She meandered around so long that a staff member came out and asked if she was sick or needed help. When I left the building, Gayle was next to my car. I had been with the doctor for an hour.
“You’re still here?” I said.
“I’ve been out here 45 minutes,” she said. “So when you replied to my text I figured I might as well stay and say ‘hi.’ What’s five more?”
It’s just about to turn 5 a.m. on Tuesday morning. The last 48 hours have been emotionally difficult, and those are internal challenges I have resolved within myself but now I need to “make right” in the world.
My good friend Joan (the talented photographer) had quipped that the moon is in “Frustrato” phase and perhaps that is accurate.
Sometimes it’s nice to blame the universe instead of accepting our part in the mayhem. Because even good intentions spark fires.
I heard a podcast yesterday; I believe it was an economic one, that asked if one host was “a glass half empty or a glass half full kind of guy.” He replied, “it’s just half.”
That’s too much enigma and philosophy for pre-dawn hours. Blame the fact that my trusty espresso machine only filled half my mug.
The teenager and I had 14 kittens in the house Saturday, Sunday and Monday offering temporary lodging for these babies whose official Feline Urban Rescue and Rehab foster families have gone on summer vacation.
They were so much fun to have around, but 11 went home last night. This led the Teenager’s officially adopted foster fail Mars of the Roman Pride distraught that his friends had gone. He screamed until the Teenager released him into “gen pop” where he plopped himself down in front of the remaining visitors.
On Friday, I had a rather grueling session at Apex Training with my coach Andrew. We did some intense work on balance and single leg muscle stability. On Saturday, the communication between my brain and my lower body felt rickety (for lack of a better description) and it was challenging to move. By Sunday, the movement felt smoother but my phone was registering spikes in walking asymmetry. But something very interesting happened Monday— I could not only stand on one leg, but I could also hold my leg in a few seconds of a quad stretch.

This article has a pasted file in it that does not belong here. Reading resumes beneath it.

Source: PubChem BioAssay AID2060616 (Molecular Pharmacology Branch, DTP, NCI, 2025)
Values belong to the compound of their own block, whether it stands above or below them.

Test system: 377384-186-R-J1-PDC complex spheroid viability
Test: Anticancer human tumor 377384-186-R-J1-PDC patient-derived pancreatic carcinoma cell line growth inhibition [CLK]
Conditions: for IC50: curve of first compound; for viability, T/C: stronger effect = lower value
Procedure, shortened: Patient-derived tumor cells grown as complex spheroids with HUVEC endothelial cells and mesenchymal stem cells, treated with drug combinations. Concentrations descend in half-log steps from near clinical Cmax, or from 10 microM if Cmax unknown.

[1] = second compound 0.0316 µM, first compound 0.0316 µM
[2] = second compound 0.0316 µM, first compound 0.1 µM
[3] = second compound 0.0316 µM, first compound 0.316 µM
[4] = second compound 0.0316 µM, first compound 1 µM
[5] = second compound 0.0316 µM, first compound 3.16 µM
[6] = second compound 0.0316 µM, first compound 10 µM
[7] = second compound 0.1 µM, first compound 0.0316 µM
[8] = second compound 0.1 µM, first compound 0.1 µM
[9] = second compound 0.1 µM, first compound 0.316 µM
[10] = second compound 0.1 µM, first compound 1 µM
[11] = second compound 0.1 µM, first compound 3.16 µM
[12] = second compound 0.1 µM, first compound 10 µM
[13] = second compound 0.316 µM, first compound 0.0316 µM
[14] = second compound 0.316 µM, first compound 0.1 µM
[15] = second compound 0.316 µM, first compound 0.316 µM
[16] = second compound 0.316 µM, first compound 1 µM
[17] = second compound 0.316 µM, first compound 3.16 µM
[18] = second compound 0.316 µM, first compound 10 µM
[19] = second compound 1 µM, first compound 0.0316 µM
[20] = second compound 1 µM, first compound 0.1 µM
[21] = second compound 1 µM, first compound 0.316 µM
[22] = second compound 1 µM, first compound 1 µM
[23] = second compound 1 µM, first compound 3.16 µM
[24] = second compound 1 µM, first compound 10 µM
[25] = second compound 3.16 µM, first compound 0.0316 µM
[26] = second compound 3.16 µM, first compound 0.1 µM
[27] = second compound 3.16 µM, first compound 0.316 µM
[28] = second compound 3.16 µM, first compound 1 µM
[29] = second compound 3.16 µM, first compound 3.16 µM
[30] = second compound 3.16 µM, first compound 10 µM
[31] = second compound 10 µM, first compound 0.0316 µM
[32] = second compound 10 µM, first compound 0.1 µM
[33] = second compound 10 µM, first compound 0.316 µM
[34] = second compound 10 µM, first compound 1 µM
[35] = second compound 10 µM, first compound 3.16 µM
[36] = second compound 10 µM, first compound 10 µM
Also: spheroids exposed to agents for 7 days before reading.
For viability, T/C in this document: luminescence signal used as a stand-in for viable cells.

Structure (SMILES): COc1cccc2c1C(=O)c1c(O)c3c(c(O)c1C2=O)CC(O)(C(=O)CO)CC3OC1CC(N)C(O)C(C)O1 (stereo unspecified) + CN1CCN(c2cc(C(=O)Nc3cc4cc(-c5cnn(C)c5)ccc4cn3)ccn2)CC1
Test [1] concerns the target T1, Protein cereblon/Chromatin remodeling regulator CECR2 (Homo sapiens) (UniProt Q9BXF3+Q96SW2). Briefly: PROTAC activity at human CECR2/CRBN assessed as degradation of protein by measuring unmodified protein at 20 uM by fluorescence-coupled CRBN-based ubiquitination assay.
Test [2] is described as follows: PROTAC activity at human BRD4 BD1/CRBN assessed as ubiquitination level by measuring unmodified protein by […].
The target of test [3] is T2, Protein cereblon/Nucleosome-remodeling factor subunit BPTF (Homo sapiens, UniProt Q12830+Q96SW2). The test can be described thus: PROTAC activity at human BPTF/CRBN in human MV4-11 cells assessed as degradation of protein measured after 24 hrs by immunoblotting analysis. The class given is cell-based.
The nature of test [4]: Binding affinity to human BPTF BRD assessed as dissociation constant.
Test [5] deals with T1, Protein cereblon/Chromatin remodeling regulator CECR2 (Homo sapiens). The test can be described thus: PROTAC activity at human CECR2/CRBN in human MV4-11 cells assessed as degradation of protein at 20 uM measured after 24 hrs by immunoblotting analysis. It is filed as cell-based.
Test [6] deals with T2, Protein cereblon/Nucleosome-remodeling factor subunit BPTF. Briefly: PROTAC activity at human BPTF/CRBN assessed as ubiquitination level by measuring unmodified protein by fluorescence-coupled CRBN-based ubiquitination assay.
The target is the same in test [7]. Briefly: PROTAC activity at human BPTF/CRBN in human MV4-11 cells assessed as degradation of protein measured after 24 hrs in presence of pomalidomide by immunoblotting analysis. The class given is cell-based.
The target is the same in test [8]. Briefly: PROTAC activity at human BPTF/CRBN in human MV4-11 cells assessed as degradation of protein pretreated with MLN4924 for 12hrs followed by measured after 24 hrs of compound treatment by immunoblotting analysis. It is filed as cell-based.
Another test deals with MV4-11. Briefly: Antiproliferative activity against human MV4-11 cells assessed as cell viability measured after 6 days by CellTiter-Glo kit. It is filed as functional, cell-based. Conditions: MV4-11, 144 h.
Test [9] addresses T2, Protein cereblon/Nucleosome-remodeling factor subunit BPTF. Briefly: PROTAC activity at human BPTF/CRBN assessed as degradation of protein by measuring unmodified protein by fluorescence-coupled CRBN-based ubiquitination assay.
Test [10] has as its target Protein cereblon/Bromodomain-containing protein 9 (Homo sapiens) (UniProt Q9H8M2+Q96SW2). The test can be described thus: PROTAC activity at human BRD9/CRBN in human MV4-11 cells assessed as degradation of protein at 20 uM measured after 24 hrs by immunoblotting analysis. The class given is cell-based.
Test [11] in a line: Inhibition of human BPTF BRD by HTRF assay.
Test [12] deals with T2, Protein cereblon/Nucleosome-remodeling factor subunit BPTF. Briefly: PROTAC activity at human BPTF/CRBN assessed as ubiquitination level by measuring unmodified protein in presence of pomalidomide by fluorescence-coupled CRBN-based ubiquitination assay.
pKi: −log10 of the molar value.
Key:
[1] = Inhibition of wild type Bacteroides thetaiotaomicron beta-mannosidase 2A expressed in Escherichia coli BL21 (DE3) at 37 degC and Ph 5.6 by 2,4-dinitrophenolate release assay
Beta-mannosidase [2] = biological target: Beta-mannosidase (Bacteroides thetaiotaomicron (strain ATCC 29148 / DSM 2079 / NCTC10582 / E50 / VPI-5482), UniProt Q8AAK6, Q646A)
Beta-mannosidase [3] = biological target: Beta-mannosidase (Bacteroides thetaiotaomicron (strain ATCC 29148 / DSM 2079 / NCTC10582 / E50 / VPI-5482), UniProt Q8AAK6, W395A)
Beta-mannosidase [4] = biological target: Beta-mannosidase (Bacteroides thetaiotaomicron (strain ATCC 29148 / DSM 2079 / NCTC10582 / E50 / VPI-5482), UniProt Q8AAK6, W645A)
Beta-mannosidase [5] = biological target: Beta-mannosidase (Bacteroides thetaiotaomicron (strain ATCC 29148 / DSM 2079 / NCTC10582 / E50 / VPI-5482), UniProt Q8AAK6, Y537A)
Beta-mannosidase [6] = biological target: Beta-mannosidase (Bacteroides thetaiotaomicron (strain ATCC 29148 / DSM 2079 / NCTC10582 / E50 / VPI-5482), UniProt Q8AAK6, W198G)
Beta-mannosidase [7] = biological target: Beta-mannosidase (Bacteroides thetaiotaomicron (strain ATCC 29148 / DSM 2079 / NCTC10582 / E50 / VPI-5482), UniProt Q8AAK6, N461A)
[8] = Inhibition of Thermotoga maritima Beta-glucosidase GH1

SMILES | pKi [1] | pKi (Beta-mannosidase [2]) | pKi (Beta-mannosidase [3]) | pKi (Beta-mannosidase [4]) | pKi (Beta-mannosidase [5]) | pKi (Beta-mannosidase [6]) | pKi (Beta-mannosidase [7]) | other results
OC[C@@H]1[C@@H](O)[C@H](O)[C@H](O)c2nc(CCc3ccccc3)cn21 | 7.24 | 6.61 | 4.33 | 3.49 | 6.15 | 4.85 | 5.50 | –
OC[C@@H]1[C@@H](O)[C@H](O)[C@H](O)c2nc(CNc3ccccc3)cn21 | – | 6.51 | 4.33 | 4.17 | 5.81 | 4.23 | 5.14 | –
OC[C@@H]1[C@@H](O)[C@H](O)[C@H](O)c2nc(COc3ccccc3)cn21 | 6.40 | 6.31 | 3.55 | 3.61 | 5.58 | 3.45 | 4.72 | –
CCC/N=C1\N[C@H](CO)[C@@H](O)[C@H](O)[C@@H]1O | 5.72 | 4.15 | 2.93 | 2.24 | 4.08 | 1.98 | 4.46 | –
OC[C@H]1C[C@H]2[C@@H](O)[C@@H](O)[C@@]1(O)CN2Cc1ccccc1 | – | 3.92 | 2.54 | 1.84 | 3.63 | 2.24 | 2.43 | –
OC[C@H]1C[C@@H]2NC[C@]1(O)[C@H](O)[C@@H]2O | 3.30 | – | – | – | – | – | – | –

Yesterday, I visited the Stitch Fix employee store, which resulted in a good news/bad news scenario. I bought myself jewelry on an impulse and discovered my second holes could still accept earrings. As someone who really grew up in the 80s and graduated high schools in the 1990s, I have three sets of holes in my ears.
I bought the Teenager some new things, including some warm hiking style boots for fall and her dog walks. I bought myself an adorable pair of shorts, and I picked one size up from my pre-existing Stitch Fix clothes and they were too small.
Obviously my efforts to reduce my recent (as in pandemic era) weight gain have been not sincere enough. Sigh. I’m trying to eat better and move more without falling into a strict/restrictive mindset.
But I did eat an entire medium pizza from Domino’s the other night. It was a medium hand-tossed crust, light on the cheese, light on the garlic Alfredo sauce with red peppers and pineapple.
On the way home from work last night, I noticed that the furniture store looked abandoned— and that the sign merely said urn.
In the background of all of this, the ‘cat book’ from Parisian Phoenix has hit some unexpected difficulties prompting a delay in its production. But my quick thinking, after a few hours of pondering, have inspired an interim release of a mini cat book featuring advice and stories about the care of cats. The larger book will come later, perhaps in early 2023.
In the meantime, I am very puzzled why my sweet tripod foster Louise has decided to crate herself.
And the most surprising item of the day was receiving my first catalog for Parisian Phoenix Publishing— Uline junk mail!
I suppose the last update is that the people at Susquehanna Service Dogs have cashed my check for the application fee. I’m anxiously awaiting contact.
To say life has been hectic feels like an understatement.
Sometimes, these entries feel repetitive. I hope they don’t feel like that to you, the reader. But, in many ways, life is certainly repetitive.
Whether it be the old house always needs attention, the dog is always sick, a struggle with weight, mental or physical illness, a bad boss or money problems, each of us seems to have that troubling thing with which we grapple.
If you don’t have that thing, I would love to read your memoir (or maybe not— I might throw it across the room).
So if you keep stopping by or my blog posts keep popping up somewhere in your life, I know I’ve been talking about cerebral palsy a lot. It’s that thing for me, especially right now, as I topple through the second half of my forties.
I have spend most of my life— until the last decade really— denying that that thing made my life difficult. I laughed off accidents, tried to hide my legs, carefully picked my shoes and didn’t talk about it.